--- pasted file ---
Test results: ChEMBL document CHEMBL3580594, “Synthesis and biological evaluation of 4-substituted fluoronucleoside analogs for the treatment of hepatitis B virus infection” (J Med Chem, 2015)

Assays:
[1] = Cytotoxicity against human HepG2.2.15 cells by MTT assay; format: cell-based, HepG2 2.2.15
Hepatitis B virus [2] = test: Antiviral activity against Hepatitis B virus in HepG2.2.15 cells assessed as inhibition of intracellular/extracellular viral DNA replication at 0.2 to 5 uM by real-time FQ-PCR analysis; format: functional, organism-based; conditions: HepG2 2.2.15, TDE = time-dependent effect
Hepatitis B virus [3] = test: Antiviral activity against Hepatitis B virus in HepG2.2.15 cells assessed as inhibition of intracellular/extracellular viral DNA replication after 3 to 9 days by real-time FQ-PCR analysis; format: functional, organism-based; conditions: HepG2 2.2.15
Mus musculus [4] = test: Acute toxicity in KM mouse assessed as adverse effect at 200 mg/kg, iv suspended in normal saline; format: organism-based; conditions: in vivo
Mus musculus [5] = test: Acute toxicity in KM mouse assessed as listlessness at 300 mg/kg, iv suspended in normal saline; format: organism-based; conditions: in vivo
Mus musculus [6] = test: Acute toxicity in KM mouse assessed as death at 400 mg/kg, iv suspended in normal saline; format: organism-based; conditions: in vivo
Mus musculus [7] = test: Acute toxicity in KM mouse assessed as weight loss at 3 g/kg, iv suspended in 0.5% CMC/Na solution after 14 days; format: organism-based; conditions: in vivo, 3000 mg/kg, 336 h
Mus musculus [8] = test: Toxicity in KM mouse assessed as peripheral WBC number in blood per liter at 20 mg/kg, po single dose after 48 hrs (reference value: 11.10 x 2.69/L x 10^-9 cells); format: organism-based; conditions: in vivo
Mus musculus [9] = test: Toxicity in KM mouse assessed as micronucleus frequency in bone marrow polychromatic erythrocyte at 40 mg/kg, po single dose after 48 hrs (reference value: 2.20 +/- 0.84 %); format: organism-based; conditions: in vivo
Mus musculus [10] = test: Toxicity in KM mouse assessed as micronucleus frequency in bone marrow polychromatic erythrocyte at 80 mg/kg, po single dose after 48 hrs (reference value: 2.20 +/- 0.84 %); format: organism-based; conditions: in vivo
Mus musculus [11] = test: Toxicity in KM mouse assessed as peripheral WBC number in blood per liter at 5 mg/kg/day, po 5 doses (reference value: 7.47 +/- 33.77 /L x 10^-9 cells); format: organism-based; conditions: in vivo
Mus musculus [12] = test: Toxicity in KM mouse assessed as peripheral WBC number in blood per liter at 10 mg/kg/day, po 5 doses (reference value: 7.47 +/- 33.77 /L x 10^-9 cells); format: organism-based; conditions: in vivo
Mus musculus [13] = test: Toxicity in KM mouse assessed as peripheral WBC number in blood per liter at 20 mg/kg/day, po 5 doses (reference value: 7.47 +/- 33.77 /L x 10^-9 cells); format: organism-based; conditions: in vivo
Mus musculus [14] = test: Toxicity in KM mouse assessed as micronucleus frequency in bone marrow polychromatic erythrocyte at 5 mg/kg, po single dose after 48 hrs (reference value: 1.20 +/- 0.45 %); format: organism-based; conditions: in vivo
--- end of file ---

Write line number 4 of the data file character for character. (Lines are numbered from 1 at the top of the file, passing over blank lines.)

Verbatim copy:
Hepatitis B virus [2] = test: Antiviral activity against Hepatitis B virus in HepG2.2.15 cells assessed as inhibition of intracellular/extracellular viral DNA replication at 0.2 to 5 uM by real-time FQ-PCR analysis; format: functional, organism-based; conditions: HepG2 2.2.15, TDE = time-dependent effect